In modeling the behavior of photons and atoms in the fish-eye lens, the researchers also found that, as light collected on the opposite end of the lens, it did so within an area that was larger than the wavelength of the photon’s light, meaning that the lens likely cannot produce a perfect image.

    “We can precisely ask the question during this photon exchange, what’s the size of the spot to which the photon gets recollected? And we found that it’s comparable to the wavelength of the photon, and not smaller,” Perczel says. “Perfect imaging would imply it would focus on an infinitely sharp spot. However, that is not what our quantum mechanical calculations showed us.”

    Going forward, the team hopes to work with experimentalists to test the quantum behaviors they observed in their modeling. In fact, in their paper, the team also briefly proposes a way to design a fish-eye lens for quantum entanglement experiments.

    “The fish-eye lens still has its secrets, and remarkable physics buried in it,” Perczel says. “But now it’s making an appearance in quantum technologies where it turns out this lens could be really useful for entangling distant quantum bits, which is the basic building block for building any useful quantum computer or quantum information processing device.”

    See the full article here .


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  • richardmitnick 8:09 pm on August 23, 2018 Permalink | Reply
    Tags: 3-D x-ray imaging that can visualize bulky materials in great detail, , , called Multilayer Laue lenses (MLLs), HXN’s special optics, Novel X-Ray Optics Boost Imaging Capabilities at NSLS-II, Optics,   

    From Brookhaven National Lab: “Novel X-Ray Optics Boost Imaging Capabilities at NSLS-II” 

    From Brookhaven National Lab

    August 23, 2018
    Rebecca Wilkin
    rebeccalwilkin@gmail.com

    Brookhaven Lab scientists capture high-resolution, 3-D images of thick materials more efficiently than ever before.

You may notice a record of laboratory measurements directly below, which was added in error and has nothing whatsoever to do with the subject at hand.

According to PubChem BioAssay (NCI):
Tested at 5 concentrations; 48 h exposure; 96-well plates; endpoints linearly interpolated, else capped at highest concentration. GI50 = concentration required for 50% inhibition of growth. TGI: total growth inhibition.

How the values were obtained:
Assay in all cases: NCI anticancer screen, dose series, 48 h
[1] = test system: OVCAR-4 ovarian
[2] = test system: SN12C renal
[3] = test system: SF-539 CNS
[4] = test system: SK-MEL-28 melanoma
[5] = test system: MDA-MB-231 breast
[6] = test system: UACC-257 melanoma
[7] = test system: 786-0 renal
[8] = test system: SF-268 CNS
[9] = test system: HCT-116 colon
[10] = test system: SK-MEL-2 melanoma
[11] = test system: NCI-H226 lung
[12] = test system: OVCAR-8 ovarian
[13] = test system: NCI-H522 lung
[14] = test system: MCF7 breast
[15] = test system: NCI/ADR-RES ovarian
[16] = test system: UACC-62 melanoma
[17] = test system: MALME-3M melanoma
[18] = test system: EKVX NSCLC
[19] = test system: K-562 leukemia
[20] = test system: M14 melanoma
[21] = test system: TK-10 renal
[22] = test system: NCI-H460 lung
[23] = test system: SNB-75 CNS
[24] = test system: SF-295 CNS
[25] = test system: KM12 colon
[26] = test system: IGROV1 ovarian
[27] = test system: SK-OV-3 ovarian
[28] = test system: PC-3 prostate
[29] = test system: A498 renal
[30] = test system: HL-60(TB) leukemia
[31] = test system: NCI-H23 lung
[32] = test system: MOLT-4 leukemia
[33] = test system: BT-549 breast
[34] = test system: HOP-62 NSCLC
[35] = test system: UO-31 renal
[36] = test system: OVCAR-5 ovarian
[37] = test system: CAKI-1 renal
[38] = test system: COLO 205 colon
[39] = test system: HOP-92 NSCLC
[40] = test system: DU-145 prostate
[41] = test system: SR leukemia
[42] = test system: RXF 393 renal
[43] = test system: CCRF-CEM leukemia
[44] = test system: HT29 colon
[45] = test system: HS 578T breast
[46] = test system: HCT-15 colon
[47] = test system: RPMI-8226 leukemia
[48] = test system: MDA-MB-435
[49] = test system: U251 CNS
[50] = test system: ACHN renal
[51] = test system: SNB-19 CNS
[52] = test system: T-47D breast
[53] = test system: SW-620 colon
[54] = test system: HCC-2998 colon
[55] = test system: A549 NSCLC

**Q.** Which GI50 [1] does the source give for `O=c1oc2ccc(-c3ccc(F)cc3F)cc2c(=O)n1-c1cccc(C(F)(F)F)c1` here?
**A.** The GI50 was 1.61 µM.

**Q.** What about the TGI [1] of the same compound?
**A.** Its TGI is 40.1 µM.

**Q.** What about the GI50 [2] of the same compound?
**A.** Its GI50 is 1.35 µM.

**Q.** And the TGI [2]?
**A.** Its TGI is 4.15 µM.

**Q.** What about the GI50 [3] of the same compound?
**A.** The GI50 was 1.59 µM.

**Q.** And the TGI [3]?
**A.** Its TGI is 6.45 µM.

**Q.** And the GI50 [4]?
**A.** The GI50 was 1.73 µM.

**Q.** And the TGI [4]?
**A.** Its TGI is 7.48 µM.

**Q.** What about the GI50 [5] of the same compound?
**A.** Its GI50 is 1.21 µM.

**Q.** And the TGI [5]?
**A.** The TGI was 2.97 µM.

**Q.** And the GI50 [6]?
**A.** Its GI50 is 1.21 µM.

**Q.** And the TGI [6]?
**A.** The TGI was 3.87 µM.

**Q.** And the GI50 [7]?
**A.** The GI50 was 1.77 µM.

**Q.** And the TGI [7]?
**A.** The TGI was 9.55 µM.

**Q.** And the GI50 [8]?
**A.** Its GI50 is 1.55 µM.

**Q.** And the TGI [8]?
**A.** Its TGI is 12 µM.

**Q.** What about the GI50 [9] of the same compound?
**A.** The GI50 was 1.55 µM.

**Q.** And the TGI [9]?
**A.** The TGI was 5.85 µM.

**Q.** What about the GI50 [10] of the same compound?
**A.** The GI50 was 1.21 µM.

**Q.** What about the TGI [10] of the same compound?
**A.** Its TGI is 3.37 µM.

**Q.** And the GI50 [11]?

1
    NSLS-II scientist Hande Öztürk stands next to the Hard X-ray Nanoprobe (HXN) beamline, where her research team developed the new x-ray imaging technique. No photo credit.

    Scientists at the U.S. Department of Energy’s (DOE) Brookhaven National Laboratory have developed a new approach to 3-D x-ray imaging that can visualize bulky materials in great detail—an impossible task with conventional imaging methods. The novel technique could help scientists unlock clues about the structural information of countless materials, from batteries to biological systems.

    The scientists developed their approach at Brookhaven’s National Synchrotron Light Source II (NSLS-II)—a DOE Office of Science User Facility where scientists use ultra-bright x-rays to reveal details at the nanoscale. The team is located at NSLS-II’s Hard X-ray Nanoprobe (HXN) beamline, an experimental station that uses advanced lenses to offer world-leading resolution, all the way down to 10 nanometers—about one ten-thousandth the diameter of a human hair.

    HXN produces remarkably high-resolution images that can provide scientists with a comprehensive view of different material properties in 2-D and 3-D. The beamline also has a unique combination of in situ and operando capabilities—methods of studying materials in real-life operating conditions. However, scientists who use x-ray microscopes have been restricted by the size and thickness of the materials they can study.

    “The x-ray imaging community is still facing major challenges in fully exploiting the potential of beamlines like HXN, especially for obtaining high-resolution details from thick samples,” said Yong Chu, lead beamline scientist at HXN. “Obtaining quality, high-resolution images can become challenging when a material is thick—that is, thicker than the x-ray optics’ depth of focus.”

    Now, scientists at HXN have developed an efficient approach to studying thick samples without sacrificing the excellent resolution that HXN provides. They describe their approach in a paper published in the journal Optica.

    “The ultimate goal of our research is to break the technical barrier imposed on sample thickness and develop a new way of performing 3-D imaging—one that involves mathematically slicing through the sample,” said Xiaojing Huang, a scientist at HXN and a co-author of the paper.

    2